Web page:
We flew to Long Island, Islip/MacArthur Airport, and drove to Baiting Hollow to spend a long weekend with our Ardovino cousins and their families out on “The Island”. There were about 55 of us in attendance at a Sunday gathering, a great event featuring a lot of good food, Italian of course, and the re-connection of people who in some instances had not seen each other in decades. For me, having moved away from New York at age 10, and thereafter only returning during the summer and on holidays, I met many of my more distant cousins for the first time.
It has been 116 years since my great-grandparents left a small town in southern Italy for a new life in America. Spending time with my cousins made me think about whether or not my great-grandparents would be proud of us. Would they be able to look beyond their nineteenth century conservative family values and at least understand our twenty-first century behavior? How would they respond to the fact that our family now lives all across the country? And, would they forgive us for marrying non-Italians?
I can only speculate about the answers to these questions. I do think that they would be proud of us, and pleased that some of us return to the “old country” now and then (a few have even moved back there permanently). While they would not approve of our language, they would like our cooking (well, at least my cousin Mary’s delights). They probably would not like the fact that we live so far apart, and that we do not see each other very often. They would enjoy our life stories, the tales of family, friends, place, work, joys, and disappointments. All of us owe them our best. They took the risk and ventured to the new world.
Long Island stretches over 120 miles from New York Harbor to its most eastern reach, Montauk Point (think the movies Jaws and Sharknado). Long Island has a population of nearly eight million people, but most reside on the western end of Long Island, near New York City. Keep in mind that Brooklyn and Queens are part of Long Island. “The Island” has a rich history that long predates European settlers. George Washington lost the Battle of Long Island in 1776 and we did not get it back until 1783. Washington’s spies on Long Island and other areas of New York City were crucial to eventual victory. In 1790, the population of “The Island” was 37, 000. More recently, but not that recently, before the completion of the Brooklyn Bridge in 1883, the only way to reach Long Island from New York City was by ferry or some other watercraft. There was no major commercial air travel to and from Long Island until La Guardia airport opened in 1939.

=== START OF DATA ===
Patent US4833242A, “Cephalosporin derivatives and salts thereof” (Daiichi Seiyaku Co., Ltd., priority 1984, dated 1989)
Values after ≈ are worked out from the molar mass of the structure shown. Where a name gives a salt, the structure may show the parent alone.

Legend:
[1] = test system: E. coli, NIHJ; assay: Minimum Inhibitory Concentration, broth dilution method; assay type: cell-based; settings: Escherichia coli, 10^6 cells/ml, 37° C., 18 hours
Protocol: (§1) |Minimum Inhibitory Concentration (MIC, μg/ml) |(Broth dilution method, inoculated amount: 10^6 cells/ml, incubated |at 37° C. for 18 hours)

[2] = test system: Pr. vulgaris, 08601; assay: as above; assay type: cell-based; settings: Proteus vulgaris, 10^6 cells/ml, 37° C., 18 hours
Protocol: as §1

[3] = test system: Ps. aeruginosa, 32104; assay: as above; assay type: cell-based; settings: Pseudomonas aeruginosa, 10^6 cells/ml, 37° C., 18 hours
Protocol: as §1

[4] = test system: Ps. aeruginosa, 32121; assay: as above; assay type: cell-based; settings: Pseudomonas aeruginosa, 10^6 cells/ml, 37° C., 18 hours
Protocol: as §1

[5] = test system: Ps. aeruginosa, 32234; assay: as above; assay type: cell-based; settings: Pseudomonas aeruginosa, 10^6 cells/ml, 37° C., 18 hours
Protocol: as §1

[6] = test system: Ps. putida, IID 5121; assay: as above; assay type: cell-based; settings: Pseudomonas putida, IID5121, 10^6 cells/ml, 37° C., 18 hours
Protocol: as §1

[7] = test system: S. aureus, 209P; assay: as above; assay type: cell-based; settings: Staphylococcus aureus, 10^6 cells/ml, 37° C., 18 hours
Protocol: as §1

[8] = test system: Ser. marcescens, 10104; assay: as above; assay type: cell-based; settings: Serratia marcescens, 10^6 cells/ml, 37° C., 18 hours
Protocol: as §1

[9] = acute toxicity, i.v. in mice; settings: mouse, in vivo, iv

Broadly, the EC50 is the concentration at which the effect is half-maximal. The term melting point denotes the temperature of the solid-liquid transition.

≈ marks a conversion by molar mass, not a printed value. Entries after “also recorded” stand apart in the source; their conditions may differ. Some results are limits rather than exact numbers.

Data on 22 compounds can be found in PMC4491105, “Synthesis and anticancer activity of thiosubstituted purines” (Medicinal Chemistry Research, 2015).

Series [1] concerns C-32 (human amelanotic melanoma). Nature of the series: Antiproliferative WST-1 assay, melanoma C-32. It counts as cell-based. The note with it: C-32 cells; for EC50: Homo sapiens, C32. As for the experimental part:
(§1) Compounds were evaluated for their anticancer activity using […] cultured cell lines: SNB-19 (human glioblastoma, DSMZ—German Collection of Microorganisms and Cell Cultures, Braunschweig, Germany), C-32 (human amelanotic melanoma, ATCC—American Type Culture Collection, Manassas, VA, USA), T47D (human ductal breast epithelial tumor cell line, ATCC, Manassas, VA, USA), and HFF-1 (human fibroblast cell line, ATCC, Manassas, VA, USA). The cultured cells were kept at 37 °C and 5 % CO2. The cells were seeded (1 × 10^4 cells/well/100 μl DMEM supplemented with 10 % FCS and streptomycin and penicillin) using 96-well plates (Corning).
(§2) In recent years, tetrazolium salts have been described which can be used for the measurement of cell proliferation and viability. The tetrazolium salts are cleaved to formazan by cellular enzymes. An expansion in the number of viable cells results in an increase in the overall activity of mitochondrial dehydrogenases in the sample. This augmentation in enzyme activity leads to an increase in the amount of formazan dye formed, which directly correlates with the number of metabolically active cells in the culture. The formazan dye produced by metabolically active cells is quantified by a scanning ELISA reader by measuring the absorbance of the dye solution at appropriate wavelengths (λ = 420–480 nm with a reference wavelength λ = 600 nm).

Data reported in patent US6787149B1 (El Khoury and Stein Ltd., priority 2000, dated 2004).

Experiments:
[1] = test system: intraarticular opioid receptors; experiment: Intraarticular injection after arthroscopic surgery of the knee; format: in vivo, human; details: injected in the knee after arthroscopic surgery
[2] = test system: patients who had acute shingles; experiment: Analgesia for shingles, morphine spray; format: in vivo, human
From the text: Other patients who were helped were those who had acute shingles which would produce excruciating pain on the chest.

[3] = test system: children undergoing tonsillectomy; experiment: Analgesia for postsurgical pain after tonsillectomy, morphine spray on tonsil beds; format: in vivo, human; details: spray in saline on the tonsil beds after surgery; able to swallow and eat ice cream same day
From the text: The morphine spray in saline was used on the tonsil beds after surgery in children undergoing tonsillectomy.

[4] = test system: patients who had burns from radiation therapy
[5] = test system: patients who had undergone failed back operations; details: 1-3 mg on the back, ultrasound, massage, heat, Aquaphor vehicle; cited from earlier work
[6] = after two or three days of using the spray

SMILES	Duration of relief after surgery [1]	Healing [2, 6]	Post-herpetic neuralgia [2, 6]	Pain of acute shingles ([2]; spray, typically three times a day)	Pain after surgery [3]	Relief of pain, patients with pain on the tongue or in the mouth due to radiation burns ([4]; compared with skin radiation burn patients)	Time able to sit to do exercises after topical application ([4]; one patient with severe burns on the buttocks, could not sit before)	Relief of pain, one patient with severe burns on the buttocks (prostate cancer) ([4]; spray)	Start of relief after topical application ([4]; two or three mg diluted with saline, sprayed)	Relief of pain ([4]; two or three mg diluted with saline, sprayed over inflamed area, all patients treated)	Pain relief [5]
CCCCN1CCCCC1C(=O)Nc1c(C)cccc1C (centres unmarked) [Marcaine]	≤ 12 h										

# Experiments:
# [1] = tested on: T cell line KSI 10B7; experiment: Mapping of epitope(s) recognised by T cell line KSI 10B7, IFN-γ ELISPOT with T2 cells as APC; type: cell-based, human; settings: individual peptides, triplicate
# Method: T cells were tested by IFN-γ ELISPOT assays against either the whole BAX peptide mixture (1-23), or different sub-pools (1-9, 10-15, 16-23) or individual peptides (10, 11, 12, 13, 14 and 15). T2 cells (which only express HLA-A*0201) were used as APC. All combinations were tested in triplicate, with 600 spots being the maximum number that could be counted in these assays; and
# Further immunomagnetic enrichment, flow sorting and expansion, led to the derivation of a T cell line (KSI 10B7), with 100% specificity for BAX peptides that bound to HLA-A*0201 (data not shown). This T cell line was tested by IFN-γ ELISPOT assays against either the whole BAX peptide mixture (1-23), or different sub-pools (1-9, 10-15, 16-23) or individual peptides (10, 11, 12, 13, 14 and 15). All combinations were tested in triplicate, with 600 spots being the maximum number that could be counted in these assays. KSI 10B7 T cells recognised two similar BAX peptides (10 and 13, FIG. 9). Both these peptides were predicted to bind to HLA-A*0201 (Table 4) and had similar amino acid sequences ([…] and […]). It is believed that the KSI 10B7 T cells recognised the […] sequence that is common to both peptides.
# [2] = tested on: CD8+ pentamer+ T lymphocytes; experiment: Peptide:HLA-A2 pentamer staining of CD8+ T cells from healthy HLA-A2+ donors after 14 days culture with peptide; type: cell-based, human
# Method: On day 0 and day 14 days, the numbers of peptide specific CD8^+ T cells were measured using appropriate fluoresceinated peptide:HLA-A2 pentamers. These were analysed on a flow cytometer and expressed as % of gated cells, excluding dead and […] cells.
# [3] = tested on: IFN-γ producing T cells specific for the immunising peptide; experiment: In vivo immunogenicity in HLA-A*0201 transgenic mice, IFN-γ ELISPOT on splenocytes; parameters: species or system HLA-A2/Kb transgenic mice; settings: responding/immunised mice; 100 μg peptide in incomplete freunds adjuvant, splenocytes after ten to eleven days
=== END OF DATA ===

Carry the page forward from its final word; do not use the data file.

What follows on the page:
Long Island has great beaches (think Jones Beach and Fire Island) and 43 wineries scattered about, although most of the wineries are on the North Shore. I suggest a tour, one where you are not driving. We had my cousin Vinnie (yeah, I have one of those) and his wife, Blake, to guide and keep us out of trouble. Many city dwellers, some of them my cousins, vacation regularly on “The Island.” Many of my cousins live there.
Strange story. I recently learned that a few of the vending machines on Long Island had new merchandize, crack pipes (yes, crack pipes). Well, that did not last long as small town mayors, city council folks, and the “just say no” crowd expressed their outrage with this development. My sense is that crack pipe vending sales have plummeted since the New York Daily News ran the story. Cracked.com flashed the headline, “Behold, The Crack Pipe Vending Machines of Long Island.” But, don’t you wanna know? How did they get there in the first place?
It turns out that someone(s) decided to repurpose three tampon dispensers. Yes, you may read that sentence again. These were stolen from parts unknown. After a bit of signage adjustment, the machines were placed in front of an apartment complex, a bus stop, and Home Depot (now doesn’t that bring alive a whole new set of images connected to home improvement projects?). The vending machines were advertised as selling pens or “S-Pens”. However, when you payed your $2 you got a crack pipe. Imagine the surprise, cough, cough, when folks got a crack pipe, not a pen. My great grandparents would be mortified.
Not to be missed if given the opportunity is a boat ride anywhere whether it be on the Long Island Sound, the Atlantic Ocean off Montauk or South, or Peconic Bay, east of Baiting Hollow. Vinnie, yeah that cousin again, took us out on his boat to explore the scenery, discuss the rise and fall (and attempted return) of the oyster industry, and visit (boat side) a few of the towns that grew up on the Bay during varies times in the development of the central and eastern part of Long Island. It was a great day for a boat ride, what day isn’t, with plenty of sun, not too much wind, and a lot of cool stuff to see.
The drive between Islip and Baiting Hollow is most interesting. Central and eastern Long Island are very rural, full of all kinds of farms, cool looking small towns, vineyards, coast line, and many historical markers. The families of Long Island suffered greatly on 9-11. Many, many brothers, sisters, aunts, uncles, mothers, fathers, and friends perished when the towers were destroyed. There are now 80 steel beam memorial sites that dot the Long Island landscape from west to east. We saw a few of them on our drive to Baiting Hollow and other excursions while visiting.